Alice Rawsthorn’s deep understanding and passion for design is evident and contagious—since 1980, Rawsthorn has worked in journalism, first as a news reporter and foreign correspondent for the Financial Times, and then as design critic of the International New York Times. As digitization has made journalism “faster, more flexible, and increasingly international,” Rawsthorn has adapted with ease, noting, “Experiencing those changes has been thrilling, not least as they have enabled specialist writers like me to redefine our roles by combining books, documentaries, public speaking, advocacy, social media and so on with traditional journalism.”
Based in London, Rawsthorn has been on the radar of AWT staff since the publication of her critically acclaimed book Hello World: Where Design Meets Life, which explores design’s impact on our lives: past, present and future. An in-demand lecturer who is slated to speak at TED 2016, Alice took time from her busy schedule to discuss female practitioners of design throughout history, the place of print publications in a screen-friendly world, and the integral her mother played in instilling a strong sense of visual judgement in her.
Do you think print has an enduring place in a world where the written word is increasingly digitized? You’ve discussed your love of the Penguin Paperback and how it changed your world and we’re curious if anything has come close to that for you.
I’m sure print will endure, but probably in the fetishistic form of expensively produced books, just as vinyl records still play a role, albeit a modest one, in music.
As for whether anything could mean as much to me personally as Penguin paperbacks, I’m not sure they could, for the simple reason that I discovered Penguin Classics and Modern Classics in my teens, and those books became an integral part of my education. My life would have been very different without them. It is unlikely that anything else could be quite as enlightening and empowering to me now that I’m older and less impressionable. Though I am absolutely convinced that the same texts are equally liberating to contemporary teenagers whether they are reading them on Kindles, apps, iBooks or whatever. It’s their message that makes them so powerful, not the medium.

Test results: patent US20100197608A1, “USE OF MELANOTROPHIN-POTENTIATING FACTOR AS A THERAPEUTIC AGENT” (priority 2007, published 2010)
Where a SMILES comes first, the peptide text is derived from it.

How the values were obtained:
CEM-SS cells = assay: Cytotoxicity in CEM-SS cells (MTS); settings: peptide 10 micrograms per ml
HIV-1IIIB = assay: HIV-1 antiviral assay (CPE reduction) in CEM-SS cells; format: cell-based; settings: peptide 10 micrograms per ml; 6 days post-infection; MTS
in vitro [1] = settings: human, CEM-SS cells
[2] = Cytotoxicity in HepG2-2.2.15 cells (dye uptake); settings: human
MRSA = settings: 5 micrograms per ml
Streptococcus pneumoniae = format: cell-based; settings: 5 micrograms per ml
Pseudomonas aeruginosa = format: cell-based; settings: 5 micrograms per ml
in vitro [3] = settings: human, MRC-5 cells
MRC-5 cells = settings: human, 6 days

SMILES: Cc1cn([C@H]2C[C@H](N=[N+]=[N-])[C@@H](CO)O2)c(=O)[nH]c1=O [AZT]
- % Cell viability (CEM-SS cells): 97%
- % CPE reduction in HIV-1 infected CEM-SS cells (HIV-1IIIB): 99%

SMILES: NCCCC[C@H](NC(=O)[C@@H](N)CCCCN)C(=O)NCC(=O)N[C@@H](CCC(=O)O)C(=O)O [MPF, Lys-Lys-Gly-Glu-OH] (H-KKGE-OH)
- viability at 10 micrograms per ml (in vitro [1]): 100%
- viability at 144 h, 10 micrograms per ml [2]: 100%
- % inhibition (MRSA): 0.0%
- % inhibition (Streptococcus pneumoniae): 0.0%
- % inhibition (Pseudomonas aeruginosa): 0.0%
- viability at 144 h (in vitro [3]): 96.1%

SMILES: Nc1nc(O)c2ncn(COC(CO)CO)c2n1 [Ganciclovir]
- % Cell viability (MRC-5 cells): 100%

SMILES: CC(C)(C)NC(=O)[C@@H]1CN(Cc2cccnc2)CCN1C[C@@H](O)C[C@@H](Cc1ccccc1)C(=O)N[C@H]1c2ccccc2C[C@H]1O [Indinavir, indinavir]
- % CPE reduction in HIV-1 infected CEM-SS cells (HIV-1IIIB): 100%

What’s driven the growing interest in the work of female designers by historians and curators?
Sadly, the chief catalyst is that there are so many of them whose work merit reassessment. Most writers and curators have a fondness for making discoveries, and, sadly, design history is packed with gifted women who have been unjustly ignored.
What designers should every AWT reader know about?
There is a very long list, but one of them is undoubtedly the pioneering US software designer Muriel Cooper. She began her career as a traditional graphic designer, and produced some extraordinary books for the MIT Press in the 1960s and early 1970s. Among them were the first edition of Robert Venturi, Denise Scott Brown and Steven Izenour’s Learning from Las Vegas and File Under Architecture by one of my favorite architecture critics, the late Herbert Muschamp. In 1967, Cooper wandered into a computer class at MIT by mistake, and, although she didn’t understand much of what she heard, she recognized how important digital imagery would become and determined to ensure that it was designed as clearly and engagingly as the finest printed graphics. In 1972, she founded the Visual Language Workshop at MIT with a colleague Ron MacNeil. As well as conducting her own experiments into the design of digital imagery, Cooper was a significant influence on her students, who included John Maeda, Lisa Strausfeld and other pioneers of software design.